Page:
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Dr. Mike Guerini is a clinician, author of multiple Horsemanship books, co-inventor of the Equine Hydro-T and specializes in western performance based instruction and you can learn more about Dr. Mike and his 6 C’s of Horsemanship at http://www.dunmovinranch.com. Dun Movin Ranch is also home to the Equine Hydro-T (www.hydrot.com).

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10 Stormy Weather Horseman and Horsewoman Activities

By: Dr. Mike Guerini (www.dunmovinranch.com)

Winter is here for another six weeks…or so the little groundhog told us the other day. Some of us might have covered arenas and be able to continue riding, others will tough out the cold weather and get in a ride or two, but some of us just might want to take on some stormy weather projects.

Here are 10 things you can do on a bad weather day:

1)      Update all your vaccination, worming, shoeing, and veterinary records. We all know there is a pile of paperwork on the desk. We would rather be riding so a bad weather day is a great time to take care of the paperwork.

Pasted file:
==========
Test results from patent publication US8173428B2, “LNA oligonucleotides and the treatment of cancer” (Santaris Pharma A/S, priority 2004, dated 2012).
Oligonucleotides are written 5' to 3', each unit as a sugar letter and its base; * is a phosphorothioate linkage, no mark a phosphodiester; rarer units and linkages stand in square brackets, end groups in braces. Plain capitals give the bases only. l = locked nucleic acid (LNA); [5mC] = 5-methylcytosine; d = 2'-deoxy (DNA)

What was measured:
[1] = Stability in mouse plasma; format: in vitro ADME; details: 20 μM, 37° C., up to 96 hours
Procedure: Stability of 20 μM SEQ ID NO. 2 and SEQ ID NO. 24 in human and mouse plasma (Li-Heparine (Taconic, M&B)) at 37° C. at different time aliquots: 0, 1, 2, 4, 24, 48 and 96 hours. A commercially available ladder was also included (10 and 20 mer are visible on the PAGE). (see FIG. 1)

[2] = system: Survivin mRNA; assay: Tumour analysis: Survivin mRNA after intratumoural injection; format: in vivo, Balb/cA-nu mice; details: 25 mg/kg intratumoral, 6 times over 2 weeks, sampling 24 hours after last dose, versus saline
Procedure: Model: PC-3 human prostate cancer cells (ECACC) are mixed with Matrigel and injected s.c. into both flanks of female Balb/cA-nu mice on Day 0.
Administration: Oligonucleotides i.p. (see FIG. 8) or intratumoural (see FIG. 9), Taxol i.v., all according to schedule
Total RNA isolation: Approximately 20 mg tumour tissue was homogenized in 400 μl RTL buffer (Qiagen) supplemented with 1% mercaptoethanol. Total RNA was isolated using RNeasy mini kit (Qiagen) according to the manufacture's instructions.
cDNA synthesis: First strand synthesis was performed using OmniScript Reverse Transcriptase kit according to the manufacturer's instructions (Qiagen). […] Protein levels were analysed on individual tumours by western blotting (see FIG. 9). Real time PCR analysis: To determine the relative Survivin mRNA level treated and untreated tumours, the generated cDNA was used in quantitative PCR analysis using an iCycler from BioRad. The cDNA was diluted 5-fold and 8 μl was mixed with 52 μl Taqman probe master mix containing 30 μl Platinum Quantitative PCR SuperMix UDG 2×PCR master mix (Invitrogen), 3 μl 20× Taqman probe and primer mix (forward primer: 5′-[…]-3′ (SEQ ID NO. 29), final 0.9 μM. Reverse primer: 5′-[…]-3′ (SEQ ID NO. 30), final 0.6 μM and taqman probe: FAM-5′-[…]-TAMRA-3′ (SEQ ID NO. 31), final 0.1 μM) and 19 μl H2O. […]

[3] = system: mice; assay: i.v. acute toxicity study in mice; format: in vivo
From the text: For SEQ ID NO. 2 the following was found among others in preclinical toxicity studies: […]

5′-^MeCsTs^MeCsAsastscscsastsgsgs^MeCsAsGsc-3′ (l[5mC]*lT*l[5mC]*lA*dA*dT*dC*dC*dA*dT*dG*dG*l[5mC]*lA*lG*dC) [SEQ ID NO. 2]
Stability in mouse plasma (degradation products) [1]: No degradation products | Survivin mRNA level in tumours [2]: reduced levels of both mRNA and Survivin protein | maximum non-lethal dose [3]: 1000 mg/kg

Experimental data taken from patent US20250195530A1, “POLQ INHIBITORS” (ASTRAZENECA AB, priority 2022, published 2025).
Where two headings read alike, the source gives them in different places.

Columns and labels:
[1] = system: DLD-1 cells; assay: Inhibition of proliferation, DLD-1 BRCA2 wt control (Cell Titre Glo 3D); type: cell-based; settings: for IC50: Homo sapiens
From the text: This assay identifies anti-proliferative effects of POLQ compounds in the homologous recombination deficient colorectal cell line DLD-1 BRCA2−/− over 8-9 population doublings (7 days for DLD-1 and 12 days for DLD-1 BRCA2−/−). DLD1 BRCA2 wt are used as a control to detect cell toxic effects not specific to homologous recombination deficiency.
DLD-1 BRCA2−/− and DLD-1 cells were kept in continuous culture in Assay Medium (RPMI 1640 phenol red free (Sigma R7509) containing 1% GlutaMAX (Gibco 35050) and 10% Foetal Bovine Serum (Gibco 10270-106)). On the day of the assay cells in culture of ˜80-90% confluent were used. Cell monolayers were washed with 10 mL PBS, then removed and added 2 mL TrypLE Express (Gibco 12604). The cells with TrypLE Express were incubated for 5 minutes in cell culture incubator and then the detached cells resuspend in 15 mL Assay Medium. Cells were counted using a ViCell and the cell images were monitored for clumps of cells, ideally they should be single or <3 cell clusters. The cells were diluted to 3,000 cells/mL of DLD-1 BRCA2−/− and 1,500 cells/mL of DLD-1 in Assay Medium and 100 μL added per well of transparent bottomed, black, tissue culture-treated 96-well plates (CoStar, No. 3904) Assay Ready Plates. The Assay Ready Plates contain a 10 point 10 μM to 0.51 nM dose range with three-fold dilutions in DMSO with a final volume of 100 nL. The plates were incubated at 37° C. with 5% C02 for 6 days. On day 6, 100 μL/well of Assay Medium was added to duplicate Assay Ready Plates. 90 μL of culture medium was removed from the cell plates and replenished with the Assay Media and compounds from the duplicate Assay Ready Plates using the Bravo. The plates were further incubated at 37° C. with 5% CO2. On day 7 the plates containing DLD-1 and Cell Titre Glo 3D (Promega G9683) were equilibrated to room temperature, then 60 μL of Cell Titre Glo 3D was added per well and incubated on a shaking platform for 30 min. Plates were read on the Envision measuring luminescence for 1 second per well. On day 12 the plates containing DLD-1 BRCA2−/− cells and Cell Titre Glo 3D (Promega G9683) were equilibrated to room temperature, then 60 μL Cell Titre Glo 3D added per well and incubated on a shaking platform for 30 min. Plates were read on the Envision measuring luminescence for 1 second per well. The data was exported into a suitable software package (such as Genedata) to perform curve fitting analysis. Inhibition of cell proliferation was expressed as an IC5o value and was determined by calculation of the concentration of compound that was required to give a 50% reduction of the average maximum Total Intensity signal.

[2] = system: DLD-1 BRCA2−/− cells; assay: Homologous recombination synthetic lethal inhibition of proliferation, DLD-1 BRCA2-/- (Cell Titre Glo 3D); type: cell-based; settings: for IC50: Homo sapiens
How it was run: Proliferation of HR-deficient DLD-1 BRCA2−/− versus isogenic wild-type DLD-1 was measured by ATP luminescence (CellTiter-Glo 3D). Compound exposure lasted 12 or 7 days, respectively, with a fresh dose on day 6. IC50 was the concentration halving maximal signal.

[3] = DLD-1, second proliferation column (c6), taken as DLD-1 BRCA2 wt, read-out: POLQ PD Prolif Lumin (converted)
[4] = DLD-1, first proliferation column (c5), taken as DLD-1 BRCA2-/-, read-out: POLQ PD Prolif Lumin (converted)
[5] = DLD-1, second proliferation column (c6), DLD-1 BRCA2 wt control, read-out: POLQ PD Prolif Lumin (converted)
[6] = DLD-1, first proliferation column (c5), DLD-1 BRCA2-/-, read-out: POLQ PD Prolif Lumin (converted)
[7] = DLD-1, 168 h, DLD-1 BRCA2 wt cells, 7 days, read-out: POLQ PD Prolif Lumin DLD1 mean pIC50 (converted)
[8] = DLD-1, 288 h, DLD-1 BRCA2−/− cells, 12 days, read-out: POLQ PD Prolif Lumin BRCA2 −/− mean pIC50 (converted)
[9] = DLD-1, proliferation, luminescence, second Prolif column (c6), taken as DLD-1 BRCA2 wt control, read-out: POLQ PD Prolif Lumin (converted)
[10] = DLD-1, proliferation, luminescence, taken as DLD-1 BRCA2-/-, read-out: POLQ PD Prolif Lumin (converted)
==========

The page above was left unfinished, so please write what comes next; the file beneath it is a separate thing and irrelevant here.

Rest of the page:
2)      Deep Clean your tack. Clean your saddle; check all your straps, buckles, cinch and anything that can wear out. Make a list of things that need to be purchased for replacement or back up. This is something you should do at least monthly but the wintertime and a bad weather day is a perfect time to clean your tack.

3)      Check your feed and grain inventory. Take stock of how much you are feeding. This is a great time to update your feed and horse health and care budget for the year.